The moot question to be answered is that are we up for a disruption in management education post Covid-19 era? Does the virtual model replace the theatre classrooms in business schools with standard digital capsules of reading material replacing the unique faculty driven pedagogy? Therefore does this standardised mass production module with a much lower cost structure lead to a model of education offered at quarter the price of what it is currently being delivered at?

The key stakeholder in the value network – the student - having once tasted the success of this new model is definitely going to question the Harvard and MIT model in practice. Given the pandemic situation, the passing out batch and interning batch of 2020 have had their share of problems, which they managed to surmount.

Value-cost trade off

Be it the retracted placement or internship offers, through the extended network chains of alumni, and social platforms like LinkedIn, and FB, the gaps have been managed well by the students on their own with some facilitation from the placement offices. This has been a great learning experience which definitely raises the question of whether the traditional model of management education is really worth it? If the virtual model can provide 75 per cent of the value (in terms of learning and career opportunities) at quarter the cost, it probably makes sense to adopt the same, and beef up with self-driven internships and additional course modules for free or paid depending on the skill gaps to be addressed.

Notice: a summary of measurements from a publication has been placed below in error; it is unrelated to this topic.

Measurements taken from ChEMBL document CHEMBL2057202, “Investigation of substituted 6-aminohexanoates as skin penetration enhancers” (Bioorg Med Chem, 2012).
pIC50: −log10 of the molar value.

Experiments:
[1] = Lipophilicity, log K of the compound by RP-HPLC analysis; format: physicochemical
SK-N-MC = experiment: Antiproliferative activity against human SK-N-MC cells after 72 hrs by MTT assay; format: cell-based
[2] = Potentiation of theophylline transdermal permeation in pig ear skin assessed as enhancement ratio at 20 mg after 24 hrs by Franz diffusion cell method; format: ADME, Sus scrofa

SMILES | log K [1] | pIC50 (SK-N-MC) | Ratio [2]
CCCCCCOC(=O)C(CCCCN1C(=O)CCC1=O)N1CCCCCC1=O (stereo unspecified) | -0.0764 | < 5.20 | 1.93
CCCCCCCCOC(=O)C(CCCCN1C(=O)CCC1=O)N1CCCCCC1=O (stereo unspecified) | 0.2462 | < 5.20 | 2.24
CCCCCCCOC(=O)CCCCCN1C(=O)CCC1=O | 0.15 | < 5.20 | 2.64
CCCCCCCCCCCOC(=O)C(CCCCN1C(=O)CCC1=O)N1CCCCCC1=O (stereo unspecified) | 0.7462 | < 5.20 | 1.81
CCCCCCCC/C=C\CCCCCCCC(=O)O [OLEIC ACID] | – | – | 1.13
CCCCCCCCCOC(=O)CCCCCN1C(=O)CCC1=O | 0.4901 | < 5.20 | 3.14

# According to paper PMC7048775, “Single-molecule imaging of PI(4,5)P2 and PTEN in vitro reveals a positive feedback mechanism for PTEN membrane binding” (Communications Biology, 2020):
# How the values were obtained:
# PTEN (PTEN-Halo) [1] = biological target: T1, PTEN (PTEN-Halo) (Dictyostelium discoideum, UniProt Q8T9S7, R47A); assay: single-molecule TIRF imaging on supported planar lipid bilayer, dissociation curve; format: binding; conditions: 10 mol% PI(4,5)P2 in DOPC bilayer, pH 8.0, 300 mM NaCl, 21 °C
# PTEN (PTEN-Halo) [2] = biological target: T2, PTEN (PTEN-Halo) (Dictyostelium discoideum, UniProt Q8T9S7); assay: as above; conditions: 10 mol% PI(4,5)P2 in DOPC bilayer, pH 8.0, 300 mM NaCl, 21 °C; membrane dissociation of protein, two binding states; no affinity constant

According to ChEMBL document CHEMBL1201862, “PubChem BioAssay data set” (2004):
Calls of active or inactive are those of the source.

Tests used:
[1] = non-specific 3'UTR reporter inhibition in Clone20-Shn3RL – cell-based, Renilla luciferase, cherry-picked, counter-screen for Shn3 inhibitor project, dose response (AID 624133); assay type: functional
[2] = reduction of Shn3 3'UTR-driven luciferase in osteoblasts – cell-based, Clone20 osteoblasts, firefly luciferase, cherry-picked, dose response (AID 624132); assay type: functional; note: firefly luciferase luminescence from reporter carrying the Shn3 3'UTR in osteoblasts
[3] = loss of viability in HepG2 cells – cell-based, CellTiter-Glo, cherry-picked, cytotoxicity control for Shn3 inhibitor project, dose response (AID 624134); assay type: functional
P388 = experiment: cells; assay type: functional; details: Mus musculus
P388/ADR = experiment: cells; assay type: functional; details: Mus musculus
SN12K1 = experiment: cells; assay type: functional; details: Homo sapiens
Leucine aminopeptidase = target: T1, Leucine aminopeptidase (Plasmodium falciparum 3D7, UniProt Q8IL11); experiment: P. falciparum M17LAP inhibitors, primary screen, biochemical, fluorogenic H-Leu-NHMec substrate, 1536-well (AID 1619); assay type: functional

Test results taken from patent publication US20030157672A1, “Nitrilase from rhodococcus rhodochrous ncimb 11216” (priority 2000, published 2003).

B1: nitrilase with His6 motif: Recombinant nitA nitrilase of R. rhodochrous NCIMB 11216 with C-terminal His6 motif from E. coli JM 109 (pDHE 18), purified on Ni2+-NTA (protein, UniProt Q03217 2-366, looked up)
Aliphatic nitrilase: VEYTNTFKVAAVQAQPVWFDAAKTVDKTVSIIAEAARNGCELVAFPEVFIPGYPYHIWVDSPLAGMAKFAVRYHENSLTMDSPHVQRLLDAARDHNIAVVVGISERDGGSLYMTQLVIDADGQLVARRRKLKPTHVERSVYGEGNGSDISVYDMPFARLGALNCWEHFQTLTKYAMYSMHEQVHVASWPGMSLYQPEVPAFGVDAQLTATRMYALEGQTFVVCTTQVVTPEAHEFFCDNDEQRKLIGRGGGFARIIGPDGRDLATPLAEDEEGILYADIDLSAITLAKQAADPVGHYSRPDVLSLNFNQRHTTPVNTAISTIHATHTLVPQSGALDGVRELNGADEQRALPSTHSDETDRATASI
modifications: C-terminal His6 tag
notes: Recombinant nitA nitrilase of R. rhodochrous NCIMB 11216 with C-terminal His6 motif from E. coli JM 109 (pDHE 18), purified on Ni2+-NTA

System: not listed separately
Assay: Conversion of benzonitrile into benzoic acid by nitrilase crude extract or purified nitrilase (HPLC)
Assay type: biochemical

The serendipitous disruption of management education is written on the wall, and under all probability will remain given the value-cost trade off. Policy-makers (i.e. AICTE, UGC, MHRD), and think tanks will need to burn the midnight oil and revisit the charter before demonstrations and discussions on public platforms start picking up.

Base of pyramid

Nevertheless, if the virtual model of the residential MBA becomes the new normal in the post Covid-19 era, it is going to open up the business education to the base of the pyramid and for rural intellect which shied away from going to business schools given the affordability and accessibility of the programme. Virtual models will make the classrooms transnational with representation from across the globe with the dreams of a Kikuyu tribesman from Central Kenya or a Santhal girl from Jharkhand hooking on to the same session on organisational culture and ethics.

This is a win-win both from the producer and the consumer perspective with enhanced perceived value with increased willingness to pay and reduced relative cost, in addition to the scale economies. The existing assets spread over acres in the business schools campuses can be converted to incubation centres and centres of excellence for research and development breeding an ecosystem of innovation and creativity. Only time will bear testimony to the redefined business model.

(The writer is faculty at MICA, Ahmedabad, in the Strategy and General Management area.)